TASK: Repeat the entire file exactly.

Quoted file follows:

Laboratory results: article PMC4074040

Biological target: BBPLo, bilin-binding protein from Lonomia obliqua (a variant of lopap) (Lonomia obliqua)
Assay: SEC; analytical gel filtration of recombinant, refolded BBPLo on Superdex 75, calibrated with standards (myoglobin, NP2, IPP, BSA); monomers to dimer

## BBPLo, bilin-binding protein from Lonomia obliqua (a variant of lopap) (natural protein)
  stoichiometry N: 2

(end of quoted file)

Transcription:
Laboratory results: article PMC4074040

Biological target: BBPLo, bilin-binding protein from Lonomia obliqua (a variant of lopap) (Lonomia obliqua)
Assay: SEC; analytical gel filtration of recombinant, refolded BBPLo on Superdex 75, calibrated with standards (myoglobin, NP2, IPP, BSA); monomers to dimer

## BBPLo, bilin-binding protein from Lonomia obliqua (a variant of lopap) (natural protein)
  stoichiometry N: 2